Quilts Help Children Through Trauma


Department of Public Safety Sgt. John Whetten knows well the value of "trauma quilts" supplied to officers by the Strawberry Patchers.

"I was at an accident where two children were involved and I had only one quilt," he said. "So, I called a fellow officer to bring a second quilt. They are that important."


Willene Smith, wife of retired police officer Walt Smith, founded the "trauma quilt" program undertaken by members of the Strawberry Patchers. The 45-member group annually designs and sews quilts to be given to DPS officers. The quilts are then given to children involved in auto accidents.

Because the Strawberry Patchers have been able to deliver 3,555 quilts since Willene Smith began the project, each officer now carries two quilts in his or her patrol car.

"They give aid and comfort to the young children when they have been traumatized," Whetten said.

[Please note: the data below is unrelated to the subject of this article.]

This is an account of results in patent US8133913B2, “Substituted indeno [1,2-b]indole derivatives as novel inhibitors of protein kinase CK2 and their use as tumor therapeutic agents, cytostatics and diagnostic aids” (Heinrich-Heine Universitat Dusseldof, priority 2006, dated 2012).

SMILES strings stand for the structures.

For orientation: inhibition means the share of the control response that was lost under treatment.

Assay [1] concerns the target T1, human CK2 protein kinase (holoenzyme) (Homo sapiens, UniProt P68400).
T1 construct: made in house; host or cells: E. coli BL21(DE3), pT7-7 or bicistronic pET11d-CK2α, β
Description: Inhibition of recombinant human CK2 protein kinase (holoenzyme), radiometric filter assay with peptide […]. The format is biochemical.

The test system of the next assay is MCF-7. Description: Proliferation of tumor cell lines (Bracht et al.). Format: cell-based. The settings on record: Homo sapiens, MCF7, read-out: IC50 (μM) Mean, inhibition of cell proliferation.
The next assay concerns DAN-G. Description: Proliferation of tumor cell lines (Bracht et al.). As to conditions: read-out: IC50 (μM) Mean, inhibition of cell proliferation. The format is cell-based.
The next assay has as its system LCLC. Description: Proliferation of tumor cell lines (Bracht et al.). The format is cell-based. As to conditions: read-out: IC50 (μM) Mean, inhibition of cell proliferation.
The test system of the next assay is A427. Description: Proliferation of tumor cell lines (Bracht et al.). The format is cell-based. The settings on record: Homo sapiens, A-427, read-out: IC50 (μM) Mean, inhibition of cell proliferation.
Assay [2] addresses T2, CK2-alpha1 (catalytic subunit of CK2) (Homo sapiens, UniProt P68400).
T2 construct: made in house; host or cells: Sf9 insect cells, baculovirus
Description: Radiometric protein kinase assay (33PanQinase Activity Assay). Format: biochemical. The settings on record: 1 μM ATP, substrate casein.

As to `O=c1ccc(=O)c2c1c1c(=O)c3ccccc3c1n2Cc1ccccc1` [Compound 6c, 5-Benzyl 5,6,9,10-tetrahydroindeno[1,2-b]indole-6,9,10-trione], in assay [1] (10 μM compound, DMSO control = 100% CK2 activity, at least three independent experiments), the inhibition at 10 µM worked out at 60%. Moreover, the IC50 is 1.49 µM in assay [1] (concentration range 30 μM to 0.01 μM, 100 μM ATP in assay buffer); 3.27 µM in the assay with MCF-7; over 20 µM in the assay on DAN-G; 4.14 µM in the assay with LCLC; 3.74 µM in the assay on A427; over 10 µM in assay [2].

The quilts have become so popular they've replaced "Trauma Bears" that were supplied in years past.

For three days this week, Strawberry Patchers members gathered in the activity room of the Isabelle Hunt Memorial Library where they patched and sewed the quilts, knowing they would someday be used to soothe a suffering child.

"These quilts help calm and comfort children," said Strawberry Patchers member Maureen Pastika.

The money to purchase fabric and batting for the quilts is raised at various benefits during the year.

Among the fund-raisers is a raffle held each summer during the Strawberry Festival. The raffle prize is an "Opportunity Quilt" sewn by club members.

The theme of last summer's prize quilt was "Forest Fantasy." The colorful, woodsy quilt turned out to be the pride of the quilters because it was totally original, no pattern was used, and all members had a say-so in its design.

Also during the Strawberry Festival, the members host a quilt show that has proven to be a big draw in the weekend of festivities.

While quilting is a passion for members of the Strawberry club, it's the fruits of their labors of love that have drawn the admiration of DPS officers.

"What they do in giving us those quilts is help us help children in need, and that's so important," Whetten said.

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